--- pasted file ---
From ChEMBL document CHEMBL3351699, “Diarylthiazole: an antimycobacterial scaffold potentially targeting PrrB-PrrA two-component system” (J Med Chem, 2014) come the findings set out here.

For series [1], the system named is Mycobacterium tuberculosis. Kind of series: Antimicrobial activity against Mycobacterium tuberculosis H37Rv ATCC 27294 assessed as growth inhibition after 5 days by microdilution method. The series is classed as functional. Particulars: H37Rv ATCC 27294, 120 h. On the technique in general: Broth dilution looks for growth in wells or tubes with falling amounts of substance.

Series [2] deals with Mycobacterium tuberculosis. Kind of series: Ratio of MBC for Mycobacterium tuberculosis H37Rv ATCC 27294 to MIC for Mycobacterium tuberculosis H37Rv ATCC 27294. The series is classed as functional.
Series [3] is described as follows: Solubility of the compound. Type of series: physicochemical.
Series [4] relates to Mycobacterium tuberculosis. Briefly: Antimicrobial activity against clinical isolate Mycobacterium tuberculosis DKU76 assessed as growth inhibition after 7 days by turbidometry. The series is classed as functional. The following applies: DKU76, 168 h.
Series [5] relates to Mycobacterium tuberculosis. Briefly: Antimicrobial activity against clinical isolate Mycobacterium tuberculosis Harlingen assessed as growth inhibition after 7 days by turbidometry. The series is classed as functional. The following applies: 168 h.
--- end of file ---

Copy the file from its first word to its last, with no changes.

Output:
From ChEMBL document CHEMBL3351699, “Diarylthiazole: an antimycobacterial scaffold potentially targeting PrrB-PrrA two-component system” (J Med Chem, 2014) come the findings set out here.

For series [1], the system named is Mycobacterium tuberculosis. Kind of series: Antimicrobial activity against Mycobacterium tuberculosis H37Rv ATCC 27294 assessed as growth inhibition after 5 days by microdilution method. The series is classed as functional. Particulars: H37Rv ATCC 27294, 120 h. On the technique in general: Broth dilution looks for growth in wells or tubes with falling amounts of substance.

Series [2] deals with Mycobacterium tuberculosis. Kind of series: Ratio of MBC for Mycobacterium tuberculosis H37Rv ATCC 27294 to MIC for Mycobacterium tuberculosis H37Rv ATCC 27294. The series is classed as functional.
Series [3] is described as follows: Solubility of the compound. Type of series: physicochemical.
Series [4] relates to Mycobacterium tuberculosis. Briefly: Antimicrobial activity against clinical isolate Mycobacterium tuberculosis DKU76 assessed as growth inhibition after 7 days by turbidometry. The series is classed as functional. The following applies: DKU76, 168 h.
Series [5] relates to Mycobacterium tuberculosis. Briefly: Antimicrobial activity against clinical isolate Mycobacterium tuberculosis Harlingen assessed as growth inhibition after 7 days by turbidometry. The series is classed as functional. The following applies: 168 h.